I always like to hunt with another person, and we’ll switch being the caller and the shooter. One of the big advantages to hunting like this is that if you take an elk, you have someone with you to help field dress, quarter and pack the elk out. Even if we split up, we try not to be too far from one another. That’s one of the advantages of having a quality GPS – so you can see where your buddy is all the time, and he can see you too. If we’re not hunting together, we try to stay relatively close to each other.
If one of us shoots an elk late in the afternoon, and we’re 2 miles from camp, we’ll usually quarter and perhaps even bone the elk out before we return to camp. We like to get the hide off the elk and get the meat in game bags or at least laying out, so it can cool as quickly as possible. We’ll also be looking for water, but not to wash the meat. The air around water is usually cooler than the air in the meadows or in the woods. If we can hang the meat close to water where it’ll cool down quicker, that’s what we prefer to do. If we can’t cool our meat down that way, and the time is late at night, we’ll often put our meat in game bags and pull them high up in small trees. Wyoming has plenty of bears where we’ll be hunting. The parachute cord on the game bags is really strong, so we can throw it over a limb and pull it high enough to keep the bears from getting it. Then we’ll come back the next morning and get the meat.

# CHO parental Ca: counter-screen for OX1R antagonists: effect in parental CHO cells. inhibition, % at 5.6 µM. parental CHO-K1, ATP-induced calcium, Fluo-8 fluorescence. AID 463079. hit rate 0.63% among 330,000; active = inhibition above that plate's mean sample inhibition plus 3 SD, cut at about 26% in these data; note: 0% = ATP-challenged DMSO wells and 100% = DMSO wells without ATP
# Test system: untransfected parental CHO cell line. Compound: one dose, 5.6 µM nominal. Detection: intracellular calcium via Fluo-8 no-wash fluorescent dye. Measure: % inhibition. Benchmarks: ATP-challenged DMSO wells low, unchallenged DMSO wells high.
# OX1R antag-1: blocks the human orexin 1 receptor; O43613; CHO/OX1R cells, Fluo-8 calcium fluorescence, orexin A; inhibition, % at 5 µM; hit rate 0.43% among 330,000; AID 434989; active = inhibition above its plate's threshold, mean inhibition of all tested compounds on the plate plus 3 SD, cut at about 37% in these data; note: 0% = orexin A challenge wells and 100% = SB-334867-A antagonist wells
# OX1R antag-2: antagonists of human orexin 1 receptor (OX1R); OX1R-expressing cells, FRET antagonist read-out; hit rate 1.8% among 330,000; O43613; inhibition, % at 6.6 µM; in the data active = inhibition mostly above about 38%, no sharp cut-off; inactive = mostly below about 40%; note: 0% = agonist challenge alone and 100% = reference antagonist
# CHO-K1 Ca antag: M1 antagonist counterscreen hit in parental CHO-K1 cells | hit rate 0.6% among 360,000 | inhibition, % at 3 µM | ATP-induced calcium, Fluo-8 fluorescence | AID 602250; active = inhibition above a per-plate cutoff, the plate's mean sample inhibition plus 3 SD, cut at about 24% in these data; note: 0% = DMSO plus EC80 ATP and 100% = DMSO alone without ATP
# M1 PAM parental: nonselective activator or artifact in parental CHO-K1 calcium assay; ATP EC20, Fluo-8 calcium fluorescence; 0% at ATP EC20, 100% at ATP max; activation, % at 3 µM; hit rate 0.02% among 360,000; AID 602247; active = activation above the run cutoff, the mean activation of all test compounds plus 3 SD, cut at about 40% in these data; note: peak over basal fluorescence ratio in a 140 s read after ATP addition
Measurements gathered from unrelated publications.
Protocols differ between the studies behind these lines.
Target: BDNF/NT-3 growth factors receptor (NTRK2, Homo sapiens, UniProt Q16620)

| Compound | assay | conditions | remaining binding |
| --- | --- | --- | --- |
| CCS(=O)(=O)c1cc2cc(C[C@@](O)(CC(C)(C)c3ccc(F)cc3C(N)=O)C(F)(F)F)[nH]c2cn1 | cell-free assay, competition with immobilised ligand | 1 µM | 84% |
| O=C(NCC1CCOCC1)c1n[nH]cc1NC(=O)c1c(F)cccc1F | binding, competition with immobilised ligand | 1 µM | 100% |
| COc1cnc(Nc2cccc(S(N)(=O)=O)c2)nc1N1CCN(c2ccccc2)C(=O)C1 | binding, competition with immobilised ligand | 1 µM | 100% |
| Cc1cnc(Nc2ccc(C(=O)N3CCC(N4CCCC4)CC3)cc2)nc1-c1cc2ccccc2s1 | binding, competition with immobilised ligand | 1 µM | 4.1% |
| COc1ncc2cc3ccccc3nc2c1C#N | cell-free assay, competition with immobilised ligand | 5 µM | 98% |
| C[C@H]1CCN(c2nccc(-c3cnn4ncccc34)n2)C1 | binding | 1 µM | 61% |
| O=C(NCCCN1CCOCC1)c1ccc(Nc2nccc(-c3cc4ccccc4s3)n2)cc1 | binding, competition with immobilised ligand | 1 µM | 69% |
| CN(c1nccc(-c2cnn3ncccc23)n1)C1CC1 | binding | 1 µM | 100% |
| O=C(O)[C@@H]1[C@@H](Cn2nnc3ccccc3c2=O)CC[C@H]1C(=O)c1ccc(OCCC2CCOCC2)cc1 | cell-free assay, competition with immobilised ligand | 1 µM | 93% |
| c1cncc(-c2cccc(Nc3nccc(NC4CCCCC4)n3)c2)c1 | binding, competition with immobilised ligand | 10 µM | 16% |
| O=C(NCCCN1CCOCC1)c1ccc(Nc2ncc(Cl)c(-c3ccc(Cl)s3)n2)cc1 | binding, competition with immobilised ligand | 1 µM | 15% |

When I’m hunting, I leave most of my gear in camp. However, I do carry some water, my LifeStraw Water Filter, game bags, parachute cord, knives and snacks with me in a backpack. If the temperatures in the mountains are cool enough, you don’t have to bone out your meat. You can just pull those elk quarters up in a tree in a game bag. We’ll take a portion of the backstrap to camp to cook for dinner that night and have a protein dinner.
Day 3: Kelly Hicks on Utah Hunting Versus Wyoming hunting
Tomorrow: Kelly Hicks on Getting the Meat Back to the Truck